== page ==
So far we have Twitter, Flickr and possibly Audioboo. We could add more services like delicious or Zotero in the future, but we’re getting messy. How can you pull them all together? The answer is Friendfeed. I found Friendfeed easier to understand than Twitter, but I’m told I’m in a minority, so I’ll try and take it slowly.
If you sign in to Friendfeed you can then sign in to all your other online services. Friendfeed then pulls together a page of the latest things you’ve been posting around the web. So in my case if I comment on AJCann’s weblog, which uses Disqus for comments, those comments will appear in my Friendfeed stream. That’s because I’ve told Friendfeed where to find my Disqus account. It’s a bit like a collation of what you do on the social side of the internet. Like a lot of social things it gets more interesting when you add people.
If you have a Friendfeed account you can go to my page, subscribe, and you’ll see what I’m up to on your page. Do that with several friends and it starts to look like the social web in one convenient location. You won’t just see our tweets, you’ll see photos, blog posts and many other things. You can also add unsupported sites if they have an RSS feed, because Friendfeed can read RSS. This is how Friendfeed knows what’s in my Cite-U-Like account, and when I get around to tackling Zotero properly to store my references, it’ll be able to handle that too.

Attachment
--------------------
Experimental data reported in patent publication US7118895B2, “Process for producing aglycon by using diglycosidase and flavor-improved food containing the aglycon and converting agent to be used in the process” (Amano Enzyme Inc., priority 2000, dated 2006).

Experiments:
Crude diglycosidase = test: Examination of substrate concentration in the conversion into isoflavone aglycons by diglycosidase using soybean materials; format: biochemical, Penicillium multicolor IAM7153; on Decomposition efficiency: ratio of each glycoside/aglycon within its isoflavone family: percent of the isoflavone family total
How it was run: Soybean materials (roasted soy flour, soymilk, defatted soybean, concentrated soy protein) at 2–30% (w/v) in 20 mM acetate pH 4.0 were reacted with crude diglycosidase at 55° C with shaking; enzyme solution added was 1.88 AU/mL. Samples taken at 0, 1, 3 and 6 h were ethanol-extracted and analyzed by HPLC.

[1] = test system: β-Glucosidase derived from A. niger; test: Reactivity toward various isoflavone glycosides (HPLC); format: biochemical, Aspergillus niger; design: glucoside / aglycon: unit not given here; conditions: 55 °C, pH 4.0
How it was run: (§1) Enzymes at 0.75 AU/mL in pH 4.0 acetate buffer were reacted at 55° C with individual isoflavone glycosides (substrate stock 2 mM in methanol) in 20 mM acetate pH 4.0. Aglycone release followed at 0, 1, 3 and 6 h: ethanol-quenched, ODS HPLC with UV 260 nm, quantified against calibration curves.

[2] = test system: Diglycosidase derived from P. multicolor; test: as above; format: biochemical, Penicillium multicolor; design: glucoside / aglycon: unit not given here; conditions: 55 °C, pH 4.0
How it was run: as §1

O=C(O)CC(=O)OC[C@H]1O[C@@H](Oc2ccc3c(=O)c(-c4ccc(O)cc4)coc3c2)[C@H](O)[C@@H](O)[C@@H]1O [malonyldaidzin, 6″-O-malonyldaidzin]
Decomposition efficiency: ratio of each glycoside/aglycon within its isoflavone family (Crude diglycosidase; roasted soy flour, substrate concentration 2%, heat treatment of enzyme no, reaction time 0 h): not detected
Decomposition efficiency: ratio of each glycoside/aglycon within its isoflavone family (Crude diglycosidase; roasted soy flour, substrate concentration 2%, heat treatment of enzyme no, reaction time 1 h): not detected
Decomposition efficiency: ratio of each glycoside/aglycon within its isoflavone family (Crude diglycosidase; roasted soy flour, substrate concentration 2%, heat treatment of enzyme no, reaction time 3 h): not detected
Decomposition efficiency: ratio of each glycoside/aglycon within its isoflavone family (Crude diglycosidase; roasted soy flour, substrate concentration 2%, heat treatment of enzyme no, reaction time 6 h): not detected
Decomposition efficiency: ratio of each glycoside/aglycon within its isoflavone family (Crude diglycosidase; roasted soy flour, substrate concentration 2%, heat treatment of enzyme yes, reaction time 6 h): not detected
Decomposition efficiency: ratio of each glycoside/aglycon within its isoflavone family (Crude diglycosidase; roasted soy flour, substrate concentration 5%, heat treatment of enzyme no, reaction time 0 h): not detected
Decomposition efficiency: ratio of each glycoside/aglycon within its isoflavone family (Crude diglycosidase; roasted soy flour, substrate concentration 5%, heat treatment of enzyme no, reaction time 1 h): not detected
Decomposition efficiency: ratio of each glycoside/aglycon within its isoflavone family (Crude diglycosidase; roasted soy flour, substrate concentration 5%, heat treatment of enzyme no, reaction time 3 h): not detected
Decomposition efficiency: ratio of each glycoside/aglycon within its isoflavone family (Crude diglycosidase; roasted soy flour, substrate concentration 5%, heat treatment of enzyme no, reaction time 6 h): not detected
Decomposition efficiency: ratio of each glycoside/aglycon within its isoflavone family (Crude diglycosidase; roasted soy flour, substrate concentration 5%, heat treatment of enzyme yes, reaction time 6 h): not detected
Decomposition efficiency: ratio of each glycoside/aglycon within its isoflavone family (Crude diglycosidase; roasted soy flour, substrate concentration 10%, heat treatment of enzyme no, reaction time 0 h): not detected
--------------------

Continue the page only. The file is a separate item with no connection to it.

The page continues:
On top of that, each entry on Friendfeed is open to be commented on or ‘liked’. Commenting is fairly obvious, but like is more ambiguous. If you ‘like’ something you’re merely drawing attention to it, so that other people following your stream can see it. For instance if Bora Zivkovic mentions a natural disaster, clicking ‘like’ just means that I think it’s important. Sadly the Friendfeed interface is poorly designed here, because if someone put up the message “OMG! An asteroid hit Essex and wiped out Basildon” and I thought it was important, my response would look like:
You can add comments, like Twitter. You can also add links easily through a bookmarklet. You can also set up forums for discussion using the rooms or groups feature. One of the feeds I’ve added to the right is a list of what’s recently been added to the Archaeology group. Like Flickr, I would have thought it would be useful for a scholarly society, because you could make the feed public, but limit the ability to post and thus publicise your own work, to society members. Like Flickr, I’ve probably overlooked some very basic point about scholarly societies.
You can follow me at http://friendfeed.com/alun. If you sign up to the site leave your usename below and people will be able to follow you.